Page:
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UK Sanctions 4 With Son Of Equatorial Guinea Dictator, For Wildly Haemorraging Nations Wealth

The controversial Vice President of Equatorial Guinea Teodoro Obiang Mangue, son of current President Teodoro Obiang Nguema, is among five individuals sanctioned by the UK for “serious corruption”charges. The other individuals who have been banned from the UK and have had their assets frozen include, Alex Nain Saab Morán and Alvaro Enrique Pulido Vargas from Venezuela, Kudakwashe Regimond Tagwirei from Zimbabwe and Nawfal Hammadi Al-Sultan from Iraq

Teodoro, 53, had reportedly used aid money to purchase Michael Jackson’s crystal-studded gloves for his “Bad” tour for $275,000.

Widely regarded as a playboy, the Vice President has fleets of luxury cars and properties across the UK, US, and other countries.

Britain’s Foreign Secretary Dominic Raab announced the imposition of sanctions on the five foreign dignitaries.

Teodoro participated in “corrupt contracting arrangements and solicited bribes, to fund a lavish lifestyle inconsistent with his official salary as a government minister”, the Foreign Office said.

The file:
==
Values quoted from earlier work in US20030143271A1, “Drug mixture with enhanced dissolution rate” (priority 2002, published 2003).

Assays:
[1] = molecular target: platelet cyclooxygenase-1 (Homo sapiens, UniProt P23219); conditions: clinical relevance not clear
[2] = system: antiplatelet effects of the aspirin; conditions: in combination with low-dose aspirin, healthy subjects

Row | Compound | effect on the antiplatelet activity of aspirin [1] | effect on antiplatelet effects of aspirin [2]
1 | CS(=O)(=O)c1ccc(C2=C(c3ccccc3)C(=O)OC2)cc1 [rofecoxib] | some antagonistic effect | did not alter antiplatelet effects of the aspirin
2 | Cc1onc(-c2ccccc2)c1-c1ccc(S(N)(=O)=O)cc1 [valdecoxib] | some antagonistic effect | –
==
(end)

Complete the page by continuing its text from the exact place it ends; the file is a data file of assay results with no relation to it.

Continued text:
Obiang bought a $100m (£72m) mansion in Paris, a $38m (£28m) private jet, dozens of luxury vehicles – among them Ferraris, Bentleys and Astons Martins.

Teodoro Obiang’s son, Teodorin owns this $50 million hilltop mansion in Malabo, Equatorial Guinea (Photo: PacificCoastNews)

The asset freezes and travel bans against the five individuals will ensure that they are no longer able to channel their money through UK banks or enter the country.

Mr Raab said: “The action we have taken today targets individuals who have lined their own pockets at the expense of their citizens.

“The UK is committed to fighting the blight of corruption and holding those responsible for its corrosive effect to account.

“Corruption drains the wealth of poorer nations, keeps their people trapped in poverty and poisons the well of democracy.”

The Equatorial Guinea – which was ruled by Spain between 1788 and 1968 – is a tiny oil-rich nation in central Africa. Its first ruler was overthrown by his nephew, Teodoro Obiang Nguema, in 1979 and he has ruled ever since.

According to UNICEF, a third of Equatorial Guinea’s population does not have access to basic sanitation, and the World Bank estimates more than 76% of the population live in poverty. Meanwhile, investigations show that Obiang has spent over $500m since he was appointed government minister in 1998..

NEWS/PHOTO SOURCE: World News Agencies | AP

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